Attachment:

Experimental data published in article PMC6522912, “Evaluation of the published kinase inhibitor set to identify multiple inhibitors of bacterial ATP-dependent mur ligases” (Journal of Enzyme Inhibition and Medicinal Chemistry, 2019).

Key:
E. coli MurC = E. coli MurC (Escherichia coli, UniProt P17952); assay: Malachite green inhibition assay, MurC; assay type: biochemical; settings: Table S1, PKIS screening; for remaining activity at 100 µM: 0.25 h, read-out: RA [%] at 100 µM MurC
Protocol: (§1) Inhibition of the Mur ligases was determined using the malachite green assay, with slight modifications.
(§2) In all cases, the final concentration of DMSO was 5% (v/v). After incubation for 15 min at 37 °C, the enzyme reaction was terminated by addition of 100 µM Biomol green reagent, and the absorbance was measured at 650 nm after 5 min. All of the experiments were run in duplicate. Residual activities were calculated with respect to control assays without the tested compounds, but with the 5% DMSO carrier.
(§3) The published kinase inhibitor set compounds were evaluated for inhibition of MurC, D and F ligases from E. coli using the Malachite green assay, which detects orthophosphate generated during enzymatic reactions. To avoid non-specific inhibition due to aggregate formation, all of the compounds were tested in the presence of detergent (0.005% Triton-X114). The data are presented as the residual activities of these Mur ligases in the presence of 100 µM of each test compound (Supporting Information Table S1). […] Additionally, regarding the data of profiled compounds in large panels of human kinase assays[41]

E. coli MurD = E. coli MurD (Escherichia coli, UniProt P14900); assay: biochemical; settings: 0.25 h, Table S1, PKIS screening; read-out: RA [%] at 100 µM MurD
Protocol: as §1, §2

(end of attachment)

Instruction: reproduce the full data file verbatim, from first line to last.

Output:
Experimental data published in article PMC6522912, “Evaluation of the published kinase inhibitor set to identify multiple inhibitors of bacterial ATP-dependent mur ligases” (Journal of Enzyme Inhibition and Medicinal Chemistry, 2019).

Key:
E. coli MurC = E. coli MurC (Escherichia coli, UniProt P17952); assay: Malachite green inhibition assay, MurC; assay type: biochemical; settings: Table S1, PKIS screening; for remaining activity at 100 µM: 0.25 h, read-out: RA [%] at 100 µM MurC
Protocol: (§1) Inhibition of the Mur ligases was determined using the malachite green assay, with slight modifications.
(§2) In all cases, the final concentration of DMSO was 5% (v/v). After incubation for 15 min at 37 °C, the enzyme reaction was terminated by addition of 100 µM Biomol green reagent, and the absorbance was measured at 650 nm after 5 min. All of the experiments were run in duplicate. Residual activities were calculated with respect to control assays without the tested compounds, but with the 5% DMSO carrier.
(§3) The published kinase inhibitor set compounds were evaluated for inhibition of MurC, D and F ligases from E. coli using the Malachite green assay, which detects orthophosphate generated during enzymatic reactions. To avoid non-specific inhibition due to aggregate formation, all of the compounds were tested in the presence of detergent (0.005% Triton-X114). The data are presented as the residual activities of these Mur ligases in the presence of 100 µM of each test compound (Supporting Information Table S1). […] Additionally, regarding the data of profiled compounds in large panels of human kinase assays[41]

E. coli MurD = E. coli MurD (Escherichia coli, UniProt P14900); assay: biochemical; settings: 0.25 h, Table S1, PKIS screening; read-out: RA [%] at 100 µM MurD
Protocol: as §1, §2